Vehicles, Rice, Others Seized by Customs
The Nigeria Customs Service, Federal Operations Unit, FOU, Zone A, announced it has confiscated 34 different brands of old and new vehicles, foreign parboiled rice and other items from smugglers.
Usman Yahaya, the Acting Customs Area Controller, FOU, disclosed this in a statement released by Peter Duniya, the Public Relations Officer, FOU.
Yahaya said that the seizure was made at Ido-Eruwa road, while the items seized were 34 different brands of new and used vehicles that contained secondhand clothes, Indian hemp and foreign parboiled rice.
He said: “I welcome you to this historic press briefing which is aimed at showcasing a large scale of smuggled vehicles laden with different kinds of contraband goods. Some economic saboteurs met their waterloo when our operatives acted based on credible information, made a single seizure at Ido, Eruwa Road-Ibadan of Oyo State. The contraband includes 34 different brands of both new and used vehicles laden with banned items such as second hand clothes, foreign parboiled rice and Indian hemp.”
Yahaya disclosed that the custom operatives faced challenges from smugglers who in support of the hoodlums in the process of getting the contraband to the Customs warehouse in Lagos.
“Our operatives were met with stiff resistance from a combination of smugglers, hoodlums and villagers. However, with the application of high level of professionalism, the patrol teams were able to bring all the vehicles down to Lagos without any casualty.”
He, therefore, warned smugglers to stop this act of sabotaging the government policies of making Nigeria self-sufficient in food production.
“While we appreciate the support and the cooperation of patriotic members of the public in carrying out our mandate by providing timely and useful information, however, recalcitrant economic saboteurs should note that, they would continue to count their losses because we are better mobilised, organised and backed by the extant laws to be always ahead of them,” he concluded.
Flour Mills of Nigeria Repays N51.64 Billion Series 2 Commercial Paper
Flour Mills of Nigeria Plc (FMN) has successfully repaid its N51.64 billion Series 2 Commercial Paper as revealed in a statement issued by the company.
This follows the earlier repayment of its N13.33 billion Series 1 Commercial Paper in August 2023.
Both the Series 1 and Series 2 Commercial Papers, totaling N64.97 billion, were initially issued on February 22, 2023, under FMN’s N200 billion Commercial Paper Programme.
The Series 1, with a yield of 13.0%, raised N13.3 billion, while the Series 2, with a yield of 14.0%, raised N51.64 billion.
FMN had launched its N200 billion Commercial Paper Programme on February 10, 2023, reflecting the company’s strategic financial planning.
The Group Chief Finance Officer, Mr. Anders Kristiansson, expressed satisfaction with the timely and successful repayment of the Series 2 Commercial Paper.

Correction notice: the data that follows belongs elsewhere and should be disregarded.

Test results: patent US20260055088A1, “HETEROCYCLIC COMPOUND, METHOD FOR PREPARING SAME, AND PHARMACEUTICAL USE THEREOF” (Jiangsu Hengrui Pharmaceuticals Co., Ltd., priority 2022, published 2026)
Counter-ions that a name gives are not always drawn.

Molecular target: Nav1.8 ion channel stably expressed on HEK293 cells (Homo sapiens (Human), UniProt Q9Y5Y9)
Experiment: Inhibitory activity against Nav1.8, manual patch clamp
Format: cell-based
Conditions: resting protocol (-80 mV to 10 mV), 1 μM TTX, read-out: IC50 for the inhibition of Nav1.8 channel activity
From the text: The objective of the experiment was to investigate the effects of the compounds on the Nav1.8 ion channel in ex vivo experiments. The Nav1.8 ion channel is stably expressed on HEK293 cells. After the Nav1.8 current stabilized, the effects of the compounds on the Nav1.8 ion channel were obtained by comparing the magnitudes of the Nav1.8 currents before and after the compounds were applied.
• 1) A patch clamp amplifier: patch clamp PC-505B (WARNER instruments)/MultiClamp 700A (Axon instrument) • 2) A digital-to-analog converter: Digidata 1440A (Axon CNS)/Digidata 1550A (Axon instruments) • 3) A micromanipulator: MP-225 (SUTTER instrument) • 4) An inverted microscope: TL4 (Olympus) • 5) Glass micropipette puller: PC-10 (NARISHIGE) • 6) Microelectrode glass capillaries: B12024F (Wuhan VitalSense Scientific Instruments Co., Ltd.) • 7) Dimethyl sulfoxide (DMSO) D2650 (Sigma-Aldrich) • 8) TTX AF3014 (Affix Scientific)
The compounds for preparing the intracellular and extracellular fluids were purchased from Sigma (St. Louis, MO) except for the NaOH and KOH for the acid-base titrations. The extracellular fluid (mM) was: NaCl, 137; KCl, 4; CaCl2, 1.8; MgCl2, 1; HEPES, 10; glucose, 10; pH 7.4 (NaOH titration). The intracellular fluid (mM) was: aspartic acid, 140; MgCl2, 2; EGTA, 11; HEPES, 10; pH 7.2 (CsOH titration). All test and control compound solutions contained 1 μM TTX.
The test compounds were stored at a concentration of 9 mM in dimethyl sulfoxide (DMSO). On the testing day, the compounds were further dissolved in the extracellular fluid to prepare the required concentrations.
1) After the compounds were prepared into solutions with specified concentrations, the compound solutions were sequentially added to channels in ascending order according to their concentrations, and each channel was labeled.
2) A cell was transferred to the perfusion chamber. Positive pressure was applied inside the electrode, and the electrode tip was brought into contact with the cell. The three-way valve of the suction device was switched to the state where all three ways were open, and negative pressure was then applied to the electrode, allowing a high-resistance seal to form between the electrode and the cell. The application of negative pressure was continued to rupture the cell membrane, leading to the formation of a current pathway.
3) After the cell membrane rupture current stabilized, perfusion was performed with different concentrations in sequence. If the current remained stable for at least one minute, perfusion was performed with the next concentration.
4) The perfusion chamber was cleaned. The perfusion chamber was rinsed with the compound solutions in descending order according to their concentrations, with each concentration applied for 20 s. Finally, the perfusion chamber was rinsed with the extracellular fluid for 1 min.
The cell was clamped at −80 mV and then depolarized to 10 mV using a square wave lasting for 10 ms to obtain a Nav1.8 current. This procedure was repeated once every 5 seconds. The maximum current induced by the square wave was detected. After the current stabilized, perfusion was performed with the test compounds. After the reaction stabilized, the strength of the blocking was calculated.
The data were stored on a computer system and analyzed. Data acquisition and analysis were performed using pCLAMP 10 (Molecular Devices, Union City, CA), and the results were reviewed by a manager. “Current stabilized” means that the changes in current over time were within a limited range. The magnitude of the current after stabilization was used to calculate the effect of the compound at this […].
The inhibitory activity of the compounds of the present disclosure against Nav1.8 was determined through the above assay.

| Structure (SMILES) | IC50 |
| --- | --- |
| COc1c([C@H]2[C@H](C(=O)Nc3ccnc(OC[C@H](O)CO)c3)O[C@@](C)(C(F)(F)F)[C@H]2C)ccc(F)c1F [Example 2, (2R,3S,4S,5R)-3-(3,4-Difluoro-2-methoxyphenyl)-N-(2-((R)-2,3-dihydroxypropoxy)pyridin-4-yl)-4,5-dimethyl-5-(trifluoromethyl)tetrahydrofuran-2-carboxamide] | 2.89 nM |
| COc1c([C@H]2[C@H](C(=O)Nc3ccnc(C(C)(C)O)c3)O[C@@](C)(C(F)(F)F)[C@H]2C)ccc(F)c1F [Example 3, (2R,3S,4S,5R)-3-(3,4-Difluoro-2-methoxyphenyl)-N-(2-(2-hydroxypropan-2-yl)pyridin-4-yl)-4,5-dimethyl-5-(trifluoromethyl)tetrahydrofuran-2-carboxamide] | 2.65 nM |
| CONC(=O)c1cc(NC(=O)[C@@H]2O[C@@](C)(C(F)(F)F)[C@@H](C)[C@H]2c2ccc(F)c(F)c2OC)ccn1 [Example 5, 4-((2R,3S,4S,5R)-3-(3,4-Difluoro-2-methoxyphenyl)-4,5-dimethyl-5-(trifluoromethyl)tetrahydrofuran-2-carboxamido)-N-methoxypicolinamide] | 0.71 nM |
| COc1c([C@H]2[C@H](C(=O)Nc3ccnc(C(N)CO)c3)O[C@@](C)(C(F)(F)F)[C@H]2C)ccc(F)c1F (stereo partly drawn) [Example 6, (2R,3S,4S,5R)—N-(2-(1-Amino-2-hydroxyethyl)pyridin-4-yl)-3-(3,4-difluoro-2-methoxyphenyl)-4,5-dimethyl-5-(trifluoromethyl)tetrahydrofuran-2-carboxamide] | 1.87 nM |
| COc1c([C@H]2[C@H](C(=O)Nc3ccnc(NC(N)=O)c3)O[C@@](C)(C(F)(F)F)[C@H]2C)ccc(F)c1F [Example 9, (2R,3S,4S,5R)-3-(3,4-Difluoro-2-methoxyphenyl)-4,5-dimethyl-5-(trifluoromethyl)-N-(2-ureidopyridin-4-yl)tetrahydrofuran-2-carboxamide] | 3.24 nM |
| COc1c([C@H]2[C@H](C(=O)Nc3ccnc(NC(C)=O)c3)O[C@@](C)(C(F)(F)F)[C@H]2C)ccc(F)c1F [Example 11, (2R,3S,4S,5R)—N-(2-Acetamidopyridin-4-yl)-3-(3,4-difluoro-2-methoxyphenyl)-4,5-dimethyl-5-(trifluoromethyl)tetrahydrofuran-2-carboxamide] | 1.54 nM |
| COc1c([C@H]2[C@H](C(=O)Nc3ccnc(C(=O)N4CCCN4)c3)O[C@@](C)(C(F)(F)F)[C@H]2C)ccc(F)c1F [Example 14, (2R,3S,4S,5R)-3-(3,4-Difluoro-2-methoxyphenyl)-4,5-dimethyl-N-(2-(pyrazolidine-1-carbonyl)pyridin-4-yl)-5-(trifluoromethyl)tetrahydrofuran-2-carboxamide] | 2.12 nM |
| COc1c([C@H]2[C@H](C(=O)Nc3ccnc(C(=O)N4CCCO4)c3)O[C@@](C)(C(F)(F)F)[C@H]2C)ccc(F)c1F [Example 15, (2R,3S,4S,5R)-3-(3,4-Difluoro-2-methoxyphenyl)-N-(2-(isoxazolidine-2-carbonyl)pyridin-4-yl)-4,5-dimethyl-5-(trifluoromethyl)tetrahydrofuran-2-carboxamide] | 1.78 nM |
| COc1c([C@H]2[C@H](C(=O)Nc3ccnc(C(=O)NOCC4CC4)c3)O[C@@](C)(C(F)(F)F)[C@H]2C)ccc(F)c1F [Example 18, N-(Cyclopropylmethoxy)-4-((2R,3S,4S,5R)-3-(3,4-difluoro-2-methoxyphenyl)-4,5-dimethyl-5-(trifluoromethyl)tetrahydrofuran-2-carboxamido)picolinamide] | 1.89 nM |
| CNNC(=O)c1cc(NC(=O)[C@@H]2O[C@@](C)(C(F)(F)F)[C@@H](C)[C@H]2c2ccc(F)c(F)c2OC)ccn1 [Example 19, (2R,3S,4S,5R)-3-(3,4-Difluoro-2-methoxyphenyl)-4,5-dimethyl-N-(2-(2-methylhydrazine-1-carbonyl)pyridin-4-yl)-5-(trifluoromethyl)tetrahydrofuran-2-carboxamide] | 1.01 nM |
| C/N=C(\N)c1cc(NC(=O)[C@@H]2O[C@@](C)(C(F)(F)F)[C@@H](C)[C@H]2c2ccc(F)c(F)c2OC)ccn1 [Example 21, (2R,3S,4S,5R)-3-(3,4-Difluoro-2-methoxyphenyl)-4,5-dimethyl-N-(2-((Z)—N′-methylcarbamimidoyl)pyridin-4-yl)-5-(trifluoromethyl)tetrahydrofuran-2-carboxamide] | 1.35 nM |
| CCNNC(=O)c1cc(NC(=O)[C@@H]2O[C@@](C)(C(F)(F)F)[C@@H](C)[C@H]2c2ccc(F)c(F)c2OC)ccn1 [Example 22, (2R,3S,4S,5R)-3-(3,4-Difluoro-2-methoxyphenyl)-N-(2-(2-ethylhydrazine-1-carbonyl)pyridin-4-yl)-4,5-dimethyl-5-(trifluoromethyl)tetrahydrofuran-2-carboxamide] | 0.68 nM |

He emphasized FMN’s commitment to financial prudence and acknowledged the confidence placed in the organization by the investing public.
Kristiansson expressed gratitude to stakeholders for their continuous support, reiterating FMN’s dedication to delivering sustainable value and upholding the highest standards of corporate governance.
In addition to the successful repayment, FMN tapped into the market for its Series 3 Commercial Paper in June 2023, with subscriptions from banks and Pension Fund Administrators, contributing 39.7% and 40.8%, respectively.
The transaction was managed by FBNQuest Merchant Bank Limited as the Lead Arranger, with ChapelHill Denham Advisory Limited, FCMB Capital Limited, and United Capital PLC serving as Joint Arrangers.
African Airlines Projected to Cut Losses to $400m in 2024, Says IATA
The International Air Transport Association (IATA) has forecasted a reduction in losses for Nigerian and other African airlines from $500 million in 2023 to $400 million in 2024.
The Switzerland-based IATA made this projection while presenting the global airline industry outlook in Geneva, Switzerland, on Wednesday.
IATA’s Director-General, Willie Walsh, shared the outlook, stating that global airlines are expected to generate approximately $964 billion in revenue in the coming year.
The report indicated that airline industry net profits are anticipated to reach $25.7 billion in 2024, reflecting a slight improvement over the projected $23.3 billion net profit for 2023.
Despite the challenges faced by the aviation industry in recent years, IATA sees the $25.7 billion net profit in 2024 as a testament to aviation’s resilience.
Walsh acknowledged the impressive speed of recovery but emphasized that the net profit margin of 2.7% remains below industry expectations.
IATA estimates that around 4.7 billion people will travel in 2024, surpassing the pre-pandemic level of 4.5 billion recorded in 2019.
However, Walsh highlighted ongoing challenges, including regulatory burdens, fragmentation, high infrastructure costs, and a supply chain populated with uncertainties.
He emphasized the need for the industry to build a resilient future, given its significant contribution to global GDP and livelihoods.
Fuel prices are expected to average $113.8 per barrel in 2024, accounting for 31% of all operating costs, totaling $281 billion.
Walsh concluded by expressing optimism about more normal growth patterns for both passenger and cargo in the post-pandemic era.
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